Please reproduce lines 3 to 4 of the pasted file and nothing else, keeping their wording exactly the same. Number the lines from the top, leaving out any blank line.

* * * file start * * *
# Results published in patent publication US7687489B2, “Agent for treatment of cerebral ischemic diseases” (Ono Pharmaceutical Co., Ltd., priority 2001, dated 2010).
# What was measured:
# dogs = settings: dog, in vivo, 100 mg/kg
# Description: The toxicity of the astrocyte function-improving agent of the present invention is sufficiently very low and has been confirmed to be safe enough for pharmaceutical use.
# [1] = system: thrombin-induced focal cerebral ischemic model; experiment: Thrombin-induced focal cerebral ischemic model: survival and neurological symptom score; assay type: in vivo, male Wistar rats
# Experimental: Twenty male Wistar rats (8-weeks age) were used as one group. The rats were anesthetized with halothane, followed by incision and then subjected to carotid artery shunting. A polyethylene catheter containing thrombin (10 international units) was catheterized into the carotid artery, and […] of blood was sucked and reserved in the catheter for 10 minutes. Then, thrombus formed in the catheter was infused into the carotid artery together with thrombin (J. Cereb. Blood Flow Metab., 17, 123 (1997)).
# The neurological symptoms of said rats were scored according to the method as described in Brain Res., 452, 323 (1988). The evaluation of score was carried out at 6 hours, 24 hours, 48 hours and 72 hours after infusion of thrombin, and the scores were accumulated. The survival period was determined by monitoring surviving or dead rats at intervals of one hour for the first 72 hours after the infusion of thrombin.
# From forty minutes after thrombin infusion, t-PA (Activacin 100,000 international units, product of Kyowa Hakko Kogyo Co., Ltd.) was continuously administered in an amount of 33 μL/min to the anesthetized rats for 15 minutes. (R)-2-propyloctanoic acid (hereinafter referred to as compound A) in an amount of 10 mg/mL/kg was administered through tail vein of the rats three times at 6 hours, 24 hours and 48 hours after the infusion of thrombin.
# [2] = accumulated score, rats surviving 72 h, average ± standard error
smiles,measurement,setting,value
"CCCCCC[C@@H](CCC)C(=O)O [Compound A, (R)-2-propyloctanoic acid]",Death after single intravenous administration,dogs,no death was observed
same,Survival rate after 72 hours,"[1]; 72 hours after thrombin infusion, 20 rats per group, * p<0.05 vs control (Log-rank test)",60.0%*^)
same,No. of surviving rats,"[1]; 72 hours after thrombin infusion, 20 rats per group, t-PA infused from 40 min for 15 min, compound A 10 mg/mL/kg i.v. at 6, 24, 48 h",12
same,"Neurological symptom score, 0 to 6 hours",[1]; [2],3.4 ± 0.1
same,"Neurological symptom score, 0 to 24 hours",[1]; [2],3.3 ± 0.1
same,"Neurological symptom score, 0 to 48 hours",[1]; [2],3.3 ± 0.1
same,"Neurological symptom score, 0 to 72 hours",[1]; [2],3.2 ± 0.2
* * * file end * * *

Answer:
# dogs = settings: dog, in vivo, 100 mg/kg
# Description: The toxicity of the astrocyte function-improving agent of the present invention is sufficiently very low and has been confirmed to be safe enough for pharmaceutical use.